At the same time, Gierz and Béhar started to research emerging, energy-efficient alternatives to standard light bulbs. The Herman Miller team attended several conferences on LED technology, and brought on an engineering firm -- Los Gatos (Calif.)-based Gecko -- to help with the technical specifications of the lamp. In the early 2000s, however, LEDs weren't as commercially available as they are today -- and especially not in reading-friendly white hues. The ones available were mostly being used for bright public displays, and came in colors like deep red.
Then, in the midst of the project, the team hit a financial red light in 2002. Facing economic challenges after the dot-com bust and the events of 9/11, Herman Miller put the Leaf lamp on hold.
In the end, the delay was fortuitous. By the time the team was ready to ramp up again, Béhar, Gierz, and Gecko had made contact with Nichia, a Japanese LED maker which had just developed a compact, white LED.
Béhar liked the small size of the bulbs since they meant he could achieve his aesthetic goal of a sleek lamp. He wanted to showcase the LEDs, and make the user aware of their presence. So he elongated the lamp's head, making the LEDs neatly and dramatically spaced. The prominent head of the lamp also suggests a more anthropomorphic shape -- as if the lamp were a creature with, well, a head, thus speaking to Béhar's goal of creating an "emotional" object.
But Béhar found himself back at the drawing board when it came to cooling. LEDs might be energy efficient -- "40% more than compact fluorescents," he says -- but they still get hot. He tried incorporating a fan, "but then I lost the slim shape," he says.
Béhar took a long, hard look at his design, wondering how he could add to the lamp's personality and its functionality. And then a light bulb went off, metaphorically. He realized he could build a functional role into the small bumps in the stamped metal he had initially incorporated as a way to highlight the LEDs. By punching a tiny hole in the top of each crown, he turned them into little chimneys.
He also realized that the stem of the base could provide a "heat sink" -- an extended area over which the heat could spread and dissipate. He built channels into the lamp's head and neck that would draw air away from the bulbs and down to the base, making the sleek form as useful as it was graceful.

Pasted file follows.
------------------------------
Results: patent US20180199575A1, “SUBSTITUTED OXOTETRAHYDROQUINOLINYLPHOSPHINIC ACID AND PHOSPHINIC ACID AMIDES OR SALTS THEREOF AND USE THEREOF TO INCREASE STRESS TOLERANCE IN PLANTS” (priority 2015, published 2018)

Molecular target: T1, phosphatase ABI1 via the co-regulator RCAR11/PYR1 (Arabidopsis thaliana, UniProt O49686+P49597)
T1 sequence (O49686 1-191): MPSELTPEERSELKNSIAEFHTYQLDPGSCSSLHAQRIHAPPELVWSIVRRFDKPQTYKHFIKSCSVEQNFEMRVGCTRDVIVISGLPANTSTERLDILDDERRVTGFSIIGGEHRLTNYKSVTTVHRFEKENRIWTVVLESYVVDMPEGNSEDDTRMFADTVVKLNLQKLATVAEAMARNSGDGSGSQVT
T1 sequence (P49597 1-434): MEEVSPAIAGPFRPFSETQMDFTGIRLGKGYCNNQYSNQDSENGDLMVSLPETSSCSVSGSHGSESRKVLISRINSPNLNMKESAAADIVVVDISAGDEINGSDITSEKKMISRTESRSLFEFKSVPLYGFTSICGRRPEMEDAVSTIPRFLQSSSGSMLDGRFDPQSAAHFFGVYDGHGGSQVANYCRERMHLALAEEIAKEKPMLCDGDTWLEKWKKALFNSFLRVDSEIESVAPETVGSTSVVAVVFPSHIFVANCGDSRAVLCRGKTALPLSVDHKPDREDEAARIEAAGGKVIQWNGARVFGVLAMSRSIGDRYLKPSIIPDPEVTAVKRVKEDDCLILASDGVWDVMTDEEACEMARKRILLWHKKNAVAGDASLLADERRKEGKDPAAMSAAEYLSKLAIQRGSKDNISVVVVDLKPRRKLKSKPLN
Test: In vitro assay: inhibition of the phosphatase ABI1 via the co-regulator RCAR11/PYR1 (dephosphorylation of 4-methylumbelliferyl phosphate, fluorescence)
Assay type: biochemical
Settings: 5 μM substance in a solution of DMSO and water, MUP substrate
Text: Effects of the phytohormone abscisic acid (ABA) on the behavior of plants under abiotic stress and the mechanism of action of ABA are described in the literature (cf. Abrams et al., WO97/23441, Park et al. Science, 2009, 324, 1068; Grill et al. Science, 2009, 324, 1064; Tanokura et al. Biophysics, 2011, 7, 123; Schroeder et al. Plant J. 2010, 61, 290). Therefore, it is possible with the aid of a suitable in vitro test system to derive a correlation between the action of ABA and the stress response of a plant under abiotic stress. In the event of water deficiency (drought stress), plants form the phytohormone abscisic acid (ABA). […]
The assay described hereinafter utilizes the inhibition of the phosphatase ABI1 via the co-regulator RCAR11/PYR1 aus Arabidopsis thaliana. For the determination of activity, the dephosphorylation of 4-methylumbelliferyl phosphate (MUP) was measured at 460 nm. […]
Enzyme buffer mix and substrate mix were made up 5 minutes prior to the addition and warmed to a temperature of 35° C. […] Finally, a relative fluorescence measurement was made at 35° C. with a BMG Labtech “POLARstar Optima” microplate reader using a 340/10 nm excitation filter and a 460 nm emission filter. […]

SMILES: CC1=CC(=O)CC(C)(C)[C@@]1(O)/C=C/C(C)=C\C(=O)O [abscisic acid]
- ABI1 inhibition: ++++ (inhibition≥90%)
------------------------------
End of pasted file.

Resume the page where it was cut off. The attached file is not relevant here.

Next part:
With these problems solved, he still had two to go. How could he make the lamp's lighting system adjustable? And how could he design the lamp, with its built-in LEDs, in a way that made it easy for the user to replace the bulbs rather than discard the entire piece when the lights wore out?
He concentrated on the hinge connecting the head to the base. The head, now cooled efficiently, wouldn't be too hot to touch. So users could bend the head up or down -- or twist it -- to control the level of lighting in a room. The hinge is also simple to remove, so that a new head can be added when the LED bulbs eventually go out.
Finally, to turn the light off or on, Béhar added a dimmer that he believes is intuitive to use -- you simply roll, or scroll it. While the analogy to the iPod controller is obvious, Béhar says he was more inspired by LP records and the way hip-hop and dance-club DJs mix music. "Instead, you can mix light," Béhar says.
CLASSIC IN THE MAKING?
Gierz sees a parallel between Béhar's Leaf lamp and Herman Miller's Aeron Chair. "Like the Aeron, it's aesthetically compelling, and fulfills a promise when you sit in it. It's driven by features and functions," Gierz explains. "We wanted to do same thing with light. The Leaf draws you in, then continues to delight."
But is the Leaf destined to become a design classic, like the Aeron chair? Already, it's turning heads. "When a new tech comes into play, it often takes designers time to find the right formal expression of that technology. LEDs have actually been around a long time," observes Paola Antonelli, design curator at New York's Museum of Modern Art. "But what's most interesting is that the Leaf lamp's very expressive form is justified by mechanical requirements."
In other words, like Edison's iconic light bulb, it marries art and technology, bridging form and function.